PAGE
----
Cisco Adds AI in MindMeld Buy

In Star Trek, when Spock wanted to get smarter about something, he could create a telepathic link between himself and another person. Called the Vulcan mind meld, the technique allowed for an exchange of data (thoughts) enabling the participants to act as one mind... which would hopefully lead to smarter and better decisions.

However, we're still a few hundred years from forming an alliance with our future friends. For now, we'll need to find a better way of doing things faster and smarter, and companies are looking to fill that gap through artificial intelligence (AI). Of all the unified communications vendors, Cisco has been among the most vocal regarding the use of AI for improving collaboration. Back in July 2016, Cisco previewed a speech interface, called Monica, and made it clear that AI was something it was pursuing.

Today Cisco fast-forwarded its internal efforts by announcing the intention to acquire a small (24 employees) startup, called MindMeld, for $125 million. For those not familiar with MindMeld, the company has an AI platform that enables businesses to build conversational interfaces into applications and devices. The company built its own proprietary machine learning (ML) algorithms that facilitate natural language transactions though voice and chat assistants.

In addition to talent, MindMeld will bring the following capabilities to Cisco:

  • A conversational AI platform enabled by large-scale ML
  • Advanced natural language parsing with capabilities in the areas of entity extraction, language semantics, and pattern recognition
  • Extensive vocabulary libraries and knowledge graphs for quick answer generation on frequent questions

Cisco will use the technology to advance Spark, its team collaboration tool, in the areas of ambient listening. In his March Enterprise Connect keynote, Jens Meggers, Cisco SVP and GM for the Cloud Collaboration Technology Group, gave us a taste of what's to come when he prompted a Spark Board room-based team collaboration device to call someone through voice commands. Once the MindMeld integration is done, a group of doctors in a room outfitted with a Spark Board could ask the device to pull up a patient's health records and X-rays. Or a project team could ask Spark Board to find the most relevant information on oil and gas exploration, and the MindMeld ML algorithms would quickly do so. This lets companies tap into collective knowledge without requiring a Vulcan to perform a mind meld on every co-worker.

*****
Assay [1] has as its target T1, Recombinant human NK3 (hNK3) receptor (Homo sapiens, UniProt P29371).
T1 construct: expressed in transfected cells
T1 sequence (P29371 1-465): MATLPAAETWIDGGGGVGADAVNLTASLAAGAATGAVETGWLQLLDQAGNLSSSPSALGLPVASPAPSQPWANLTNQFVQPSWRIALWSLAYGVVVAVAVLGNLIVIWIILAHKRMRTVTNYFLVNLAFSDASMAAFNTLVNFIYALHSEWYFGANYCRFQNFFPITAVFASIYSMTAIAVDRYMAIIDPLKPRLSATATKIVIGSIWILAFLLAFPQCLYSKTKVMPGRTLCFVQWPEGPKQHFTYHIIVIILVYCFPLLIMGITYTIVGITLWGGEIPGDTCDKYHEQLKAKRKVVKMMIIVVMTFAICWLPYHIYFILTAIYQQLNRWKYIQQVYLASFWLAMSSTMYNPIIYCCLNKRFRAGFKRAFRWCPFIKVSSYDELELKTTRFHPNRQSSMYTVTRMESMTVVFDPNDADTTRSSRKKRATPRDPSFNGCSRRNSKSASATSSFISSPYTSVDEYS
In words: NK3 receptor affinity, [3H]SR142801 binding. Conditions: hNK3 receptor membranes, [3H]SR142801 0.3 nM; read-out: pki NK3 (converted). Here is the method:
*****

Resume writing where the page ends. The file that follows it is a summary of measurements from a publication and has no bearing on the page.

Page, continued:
The low-hanging fruit for Cisco is to leverage MindMeld in integrating with its Spark platform in the following areas:

  • Spark Bot -- A chat assistant that would interact with workers and execute tasks autonomously
  • Spark Care Bot -- A virtual agent that would handle customer care instead of a human
  • Spark Board -- Contextual voice or video interactions to enable more efficient meetings
  • Spark Room Kit -- Enhance smaller meetings through audio and video

Since MindMeld is a cloud-based solution, the company is able to aggregate information from its customers. That's a good thing, because with AI, the more data and more experiences the system has, the more accurate it works. MindMeld gives businesses the ability to own and control the data and models while providing a base of data that gets them around a "cold start" period during which the AI needs to go through a learning phase before it can be come useful. Since MindMeld already has done that heavy-lifting, inference accuracy should be high.

There's currently a tremendous amount of fear and trepidation in the workplace regarding AI taking jobs from people, but I believe those fears are based on a complete misunderstanding of why we need AI today. AI will augment what we do, not replace us.

Earlier this week, I authored a post highlighting ServiceNow's new State of Work report, which found that workers today are drowning in data. In fact, 86% of the respondents indicated that, if things do not change, businesses will hit a breaking point by 2020 and sifting through the massive amounts of data collected will no longer be feasible. As has been documented on this site and many others, the Internet of Things is coming, and coming in a big way. This will simply add to the data tsunami headed into the workplace.

AI in the workplace can make us smarter and much more efficient. Instead of having to wake up in the morning and read through hundreds of emails and Spark messages, imagine if you could just ask Spark to summarize the data and tell you what requires immediate attention. In fact, it could perform many of the simple tasks for people, accepting or declining meeting requests based on calendar data, for example.

If you're of the belief that the amount of data in the workplace will continue to grow exponentially -- and who doesn't believe this? -- an AI capability accessed through speech and messages must drive the future of work. MindMeld accelerates Cisco's efforts in this area.

Looking into the future, it's easy to see how the technology could also be used to give IoT devices a voice. As endpoints become connected, they will become smarter and will interact with people directly and MindMeld can be used as the interface to create experiences that delight.

The acquisition is Cisco's fourth in 2017, and is expected to close in Cisco's foruth quarter, which is in the summertime. The MindMeld team will report into Meggers as the newly formed Cognitive Collaboration team.

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